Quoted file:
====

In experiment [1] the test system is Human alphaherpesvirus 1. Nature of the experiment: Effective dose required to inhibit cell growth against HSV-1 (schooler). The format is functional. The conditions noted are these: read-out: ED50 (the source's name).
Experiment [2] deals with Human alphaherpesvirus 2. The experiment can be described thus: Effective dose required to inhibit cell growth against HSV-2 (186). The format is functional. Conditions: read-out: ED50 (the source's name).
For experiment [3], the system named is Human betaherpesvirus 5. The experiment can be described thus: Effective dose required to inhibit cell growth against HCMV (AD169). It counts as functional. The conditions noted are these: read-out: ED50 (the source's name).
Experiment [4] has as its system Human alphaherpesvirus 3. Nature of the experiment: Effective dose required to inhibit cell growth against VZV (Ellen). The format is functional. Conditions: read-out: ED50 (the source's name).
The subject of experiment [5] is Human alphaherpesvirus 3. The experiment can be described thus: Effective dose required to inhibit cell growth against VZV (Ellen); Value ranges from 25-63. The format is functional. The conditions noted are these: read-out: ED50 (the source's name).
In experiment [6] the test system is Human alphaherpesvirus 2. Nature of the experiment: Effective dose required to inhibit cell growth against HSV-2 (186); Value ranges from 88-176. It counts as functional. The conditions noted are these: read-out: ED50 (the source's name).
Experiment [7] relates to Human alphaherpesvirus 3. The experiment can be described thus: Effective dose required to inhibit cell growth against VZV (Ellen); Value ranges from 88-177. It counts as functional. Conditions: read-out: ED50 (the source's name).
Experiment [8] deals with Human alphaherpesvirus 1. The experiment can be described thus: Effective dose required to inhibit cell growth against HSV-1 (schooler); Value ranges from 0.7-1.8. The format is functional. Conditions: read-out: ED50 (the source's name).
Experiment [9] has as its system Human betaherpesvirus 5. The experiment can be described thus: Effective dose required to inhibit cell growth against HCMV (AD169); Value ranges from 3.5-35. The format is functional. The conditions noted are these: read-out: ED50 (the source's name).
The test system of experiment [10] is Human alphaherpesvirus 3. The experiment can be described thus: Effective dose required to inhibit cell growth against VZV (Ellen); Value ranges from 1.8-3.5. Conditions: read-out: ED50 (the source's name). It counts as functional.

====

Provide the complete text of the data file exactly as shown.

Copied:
In experiment [1] the test system is Human alphaherpesvirus 1. Nature of the experiment: Effective dose required to inhibit cell growth against HSV-1 (schooler). The format is functional. The conditions noted are these: read-out: ED50 (the source's name).
Experiment [2] deals with Human alphaherpesvirus 2. The experiment can be described thus: Effective dose required to inhibit cell growth against HSV-2 (186). The format is functional. Conditions: read-out: ED50 (the source's name).
For experiment [3], the system named is Human betaherpesvirus 5. The experiment can be described thus: Effective dose required to inhibit cell growth against HCMV (AD169). It counts as functional. The conditions noted are these: read-out: ED50 (the source's name).
Experiment [4] has as its system Human alphaherpesvirus 3. Nature of the experiment: Effective dose required to inhibit cell growth against VZV (Ellen). The format is functional. Conditions: read-out: ED50 (the source's name).
The subject of experiment [5] is Human alphaherpesvirus 3. The experiment can be described thus: Effective dose required to inhibit cell growth against VZV (Ellen); Value ranges from 25-63. The format is functional. The conditions noted are these: read-out: ED50 (the source's name).
In experiment [6] the test system is Human alphaherpesvirus 2. Nature of the experiment: Effective dose required to inhibit cell growth against HSV-2 (186); Value ranges from 88-176. It counts as functional. The conditions noted are these: read-out: ED50 (the source's name).
Experiment [7] relates to Human alphaherpesvirus 3. The experiment can be described thus: Effective dose required to inhibit cell growth against VZV (Ellen); Value ranges from 88-177. It counts as functional. Conditions: read-out: ED50 (the source's name).
Experiment [8] deals with Human alphaherpesvirus 1. The experiment can be described thus: Effective dose required to inhibit cell growth against HSV-1 (schooler); Value ranges from 0.7-1.8. The format is functional. Conditions: read-out: ED50 (the source's name).
Experiment [9] has as its system Human betaherpesvirus 5. The experiment can be described thus: Effective dose required to inhibit cell growth against HCMV (AD169); Value ranges from 3.5-35. The format is functional. The conditions noted are these: read-out: ED50 (the source's name).
The test system of experiment [10] is Human alphaherpesvirus 3. The experiment can be described thus: Effective dose required to inhibit cell growth against VZV (Ellen); Value ranges from 1.8-3.5. Conditions: read-out: ED50 (the source's name). It counts as functional.